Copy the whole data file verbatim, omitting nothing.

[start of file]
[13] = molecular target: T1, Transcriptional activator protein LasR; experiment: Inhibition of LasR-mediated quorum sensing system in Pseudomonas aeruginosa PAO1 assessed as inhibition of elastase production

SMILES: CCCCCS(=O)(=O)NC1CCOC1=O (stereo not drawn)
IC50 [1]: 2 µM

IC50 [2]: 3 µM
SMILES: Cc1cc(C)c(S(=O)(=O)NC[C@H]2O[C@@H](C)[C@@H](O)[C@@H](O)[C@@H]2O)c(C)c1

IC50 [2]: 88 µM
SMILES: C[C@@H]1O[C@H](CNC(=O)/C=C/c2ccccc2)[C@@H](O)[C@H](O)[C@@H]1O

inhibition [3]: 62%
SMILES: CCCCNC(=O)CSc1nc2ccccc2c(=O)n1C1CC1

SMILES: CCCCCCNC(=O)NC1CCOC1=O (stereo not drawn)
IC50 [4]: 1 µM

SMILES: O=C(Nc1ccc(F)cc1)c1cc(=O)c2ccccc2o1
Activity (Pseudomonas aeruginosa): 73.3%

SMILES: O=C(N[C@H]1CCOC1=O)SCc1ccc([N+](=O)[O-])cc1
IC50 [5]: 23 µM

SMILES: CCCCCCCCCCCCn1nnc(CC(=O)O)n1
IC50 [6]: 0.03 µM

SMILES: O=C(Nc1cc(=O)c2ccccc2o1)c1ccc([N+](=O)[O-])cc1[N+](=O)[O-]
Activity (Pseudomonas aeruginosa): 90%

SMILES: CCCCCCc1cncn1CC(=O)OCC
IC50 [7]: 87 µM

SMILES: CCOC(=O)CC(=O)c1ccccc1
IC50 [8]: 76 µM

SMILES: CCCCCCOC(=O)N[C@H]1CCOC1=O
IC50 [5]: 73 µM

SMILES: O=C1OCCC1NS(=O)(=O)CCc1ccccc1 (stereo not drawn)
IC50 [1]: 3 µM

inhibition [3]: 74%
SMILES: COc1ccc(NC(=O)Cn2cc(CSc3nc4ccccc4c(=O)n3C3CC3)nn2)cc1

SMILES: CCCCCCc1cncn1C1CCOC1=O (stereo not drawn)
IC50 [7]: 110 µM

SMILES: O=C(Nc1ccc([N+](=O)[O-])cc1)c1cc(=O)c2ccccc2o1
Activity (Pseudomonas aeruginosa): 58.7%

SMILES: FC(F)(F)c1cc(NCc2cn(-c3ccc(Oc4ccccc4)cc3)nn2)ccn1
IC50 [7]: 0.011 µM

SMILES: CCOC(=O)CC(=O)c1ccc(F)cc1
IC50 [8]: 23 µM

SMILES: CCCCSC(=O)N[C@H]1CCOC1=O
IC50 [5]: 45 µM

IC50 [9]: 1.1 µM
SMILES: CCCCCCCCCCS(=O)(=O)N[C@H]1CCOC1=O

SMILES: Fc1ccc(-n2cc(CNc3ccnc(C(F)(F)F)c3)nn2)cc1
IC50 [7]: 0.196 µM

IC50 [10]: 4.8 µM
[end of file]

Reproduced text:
[13] = molecular target: T1, Transcriptional activator protein LasR; experiment: Inhibition of LasR-mediated quorum sensing system in Pseudomonas aeruginosa PAO1 assessed as inhibition of elastase production

SMILES: CCCCCS(=O)(=O)NC1CCOC1=O (stereo not drawn)
IC50 [1]: 2 µM

IC50 [2]: 3 µM
SMILES: Cc1cc(C)c(S(=O)(=O)NC[C@H]2O[C@@H](C)[C@@H](O)[C@@H](O)[C@@H]2O)c(C)c1

IC50 [2]: 88 µM
SMILES: C[C@@H]1O[C@H](CNC(=O)/C=C/c2ccccc2)[C@@H](O)[C@H](O)[C@@H]1O

inhibition [3]: 62%
SMILES: CCCCNC(=O)CSc1nc2ccccc2c(=O)n1C1CC1

SMILES: CCCCCCNC(=O)NC1CCOC1=O (stereo not drawn)
IC50 [4]: 1 µM

SMILES: O=C(Nc1ccc(F)cc1)c1cc(=O)c2ccccc2o1
Activity (Pseudomonas aeruginosa): 73.3%

SMILES: O=C(N[C@H]1CCOC1=O)SCc1ccc([N+](=O)[O-])cc1
IC50 [5]: 23 µM

SMILES: CCCCCCCCCCCCn1nnc(CC(=O)O)n1
IC50 [6]: 0.03 µM

SMILES: O=C(Nc1cc(=O)c2ccccc2o1)c1ccc([N+](=O)[O-])cc1[N+](=O)[O-]
Activity (Pseudomonas aeruginosa): 90%

SMILES: CCCCCCc1cncn1CC(=O)OCC
IC50 [7]: 87 µM

SMILES: CCOC(=O)CC(=O)c1ccccc1
IC50 [8]: 76 µM

SMILES: CCCCCCOC(=O)N[C@H]1CCOC1=O
IC50 [5]: 73 µM

SMILES: O=C1OCCC1NS(=O)(=O)CCc1ccccc1 (stereo not drawn)
IC50 [1]: 3 µM

inhibition [3]: 74%
SMILES: COc1ccc(NC(=O)Cn2cc(CSc3nc4ccccc4c(=O)n3C3CC3)nn2)cc1

SMILES: CCCCCCc1cncn1C1CCOC1=O (stereo not drawn)
IC50 [7]: 110 µM

SMILES: O=C(Nc1ccc([N+](=O)[O-])cc1)c1cc(=O)c2ccccc2o1
Activity (Pseudomonas aeruginosa): 58.7%

SMILES: FC(F)(F)c1cc(NCc2cn(-c3ccc(Oc4ccccc4)cc3)nn2)ccn1
IC50 [7]: 0.011 µM

SMILES: CCOC(=O)CC(=O)c1ccc(F)cc1
IC50 [8]: 23 µM

SMILES: CCCCSC(=O)N[C@H]1CCOC1=O
IC50 [5]: 45 µM

IC50 [9]: 1.1 µM
SMILES: CCCCCCCCCCS(=O)(=O)N[C@H]1CCOC1=O

SMILES: Fc1ccc(-n2cc(CNc3ccnc(C(F)(F)F)c3)nn2)cc1
IC50 [7]: 0.196 µM

IC50 [10]: 4.8 µM